In my first article for @ChinaBriefJT, I mapped the budget of China's united front, the collection of organizations the CCP leverages to silence political opponents, persecute religious minorities, and acquire foreign tech.

Here is what I found (1/9):…
(2/9) For years, Chinese diplomats have insisted that the united front is nothing more than a benign administrative bureaucracy and accused Western analysts of overhyping its role.

But the CCP's own public budget documents belie its claims about the UF's importance and function.
(3/9) For @ChinaBriefJT, I analyzed 160 budget reports from organizations involved in China's central and provincial united front systems.

The central 🇨🇳 government's UF spending exceeds $1.4 billion USD each year—and probably even surpasses the budget of @MFA_China.
(4/9) Next to CPPCCs, Ethnic and Religious Affairs Commissions (ERACs) in each province receive the most funding of any UF organization. They are official gov offices dual hatted with CCP staff, tasked with persecuting religious minorities, especially in the Western provinces.
(5/9) Let's not pretend like this isn't the point of the united front. This public, **1,800-page** CPPCC Work Manual lays out the UF's goals quite clearly. Plenty of other internal docs cited in my @ChinaBriefJT paper highlight the UF's goals and MO.…
(6/9) UF budget documents state explicitly that Hong Kongers, Taiwanese, and and overseas Chinese are the UF's primary targets outside China, and are subject to its monitoring and influence.

Before it was absorbed, the central OCAO had a budget of $376 million USD just for this.
(7/9) In light of the facts, I'd ask this question:

If there's really nothing nefarious going on with the united front, why do some provinces feel compelled to classify information about their UFs as secret? And why does an "admin org" occupy so much of the 🇨🇳 gov's resources?
(8/9) For full transparency, I am releasing the 160 united front budget documents I analyzed in the course of this report, for the central CCP and all 31 provinces of China.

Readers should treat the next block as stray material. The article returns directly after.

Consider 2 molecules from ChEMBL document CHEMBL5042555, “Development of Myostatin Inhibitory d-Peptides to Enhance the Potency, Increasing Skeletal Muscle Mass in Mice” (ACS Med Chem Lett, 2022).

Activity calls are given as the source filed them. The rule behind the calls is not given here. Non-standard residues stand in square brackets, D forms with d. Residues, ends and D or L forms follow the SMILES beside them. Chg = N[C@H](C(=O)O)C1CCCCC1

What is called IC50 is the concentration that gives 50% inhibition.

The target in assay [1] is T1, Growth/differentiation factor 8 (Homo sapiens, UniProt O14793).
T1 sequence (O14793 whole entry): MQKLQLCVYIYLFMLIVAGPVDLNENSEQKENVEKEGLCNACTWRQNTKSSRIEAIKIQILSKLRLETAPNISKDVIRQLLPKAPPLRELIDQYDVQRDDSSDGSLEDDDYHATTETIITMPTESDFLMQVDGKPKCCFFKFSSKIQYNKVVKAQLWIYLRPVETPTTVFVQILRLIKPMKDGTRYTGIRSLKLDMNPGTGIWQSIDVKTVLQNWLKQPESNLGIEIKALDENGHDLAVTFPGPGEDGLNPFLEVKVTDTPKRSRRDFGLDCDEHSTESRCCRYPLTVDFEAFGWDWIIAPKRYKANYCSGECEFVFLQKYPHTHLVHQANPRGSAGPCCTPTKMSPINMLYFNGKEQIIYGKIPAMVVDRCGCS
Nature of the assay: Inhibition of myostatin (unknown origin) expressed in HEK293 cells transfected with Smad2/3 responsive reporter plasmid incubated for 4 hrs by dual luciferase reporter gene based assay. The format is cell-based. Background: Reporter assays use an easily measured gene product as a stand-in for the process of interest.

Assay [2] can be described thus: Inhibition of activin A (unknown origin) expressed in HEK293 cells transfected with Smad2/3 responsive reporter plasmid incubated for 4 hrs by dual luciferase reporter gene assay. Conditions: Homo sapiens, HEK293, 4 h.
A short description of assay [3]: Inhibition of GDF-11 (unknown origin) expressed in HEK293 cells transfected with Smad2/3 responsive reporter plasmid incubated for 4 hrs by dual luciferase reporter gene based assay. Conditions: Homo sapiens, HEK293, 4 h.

I encourage other analysts to comb through them with keener eyes than mine.…
(9/9) As always, my DMs are open for anyone looking to learn more about this project.

Special thanks to many people at @CSETGeorgetown who reviewed the draft, and @alexjoske for his foundational research and input on methodology.

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More from @RyanFedasiuk

7 Sep
This week @GeorgetownCSS we review foundational texts on Chinese strategic thinking -- Sun Tzu, Sun Bin, and others. But how heavily do these texts weigh on China's military, compared to, say, Clausewitz? Is there value in comparing 🇺🇸 and 🇨🇳 strategic culture in 2020? (1/6)
Eurocentrism in IR and security studies programs has penetrated global military thinking, in ways I don't think Western academics appreciate.

Why do we assume Sun Tzu matters more to China's (modern) strategic thought than Western military strategists? (2/6)
If you read through papers by Chinese military officers, it's clear Clausewitz is nearly as foundational for the PLA as he is for the U.S. services.

Still, these 123 academic papers might not be representative of broader Chinese military thinking (3/6):
Read 6 tweets
26 Aug
This summer, @CSETGeorgetown has been publishing a whirlwind of papers about #AI and China's efforts to acquire it. Some projects have been months or years in the making. In case you missed them, here's a roundup of data-driven analyses I'm proud to have contributed to:
2/ On the military side of things, we wanted to know how PLA officers and defense engineers envision using AI in future warfare. It turns out the PLA is facing major hurdles in AI development: limited access to data, workforce issues, and a dearth of GPUs:…
3/ That dovetails nicely with a more fundamental question: How is data used in military applications of AI, and can we measure whether 🇺🇸 or 🇨🇳 has a "data advantage"? With @HsjChahal and @carrickflynn, we uncovered the messy reality:…
Read 8 tweets

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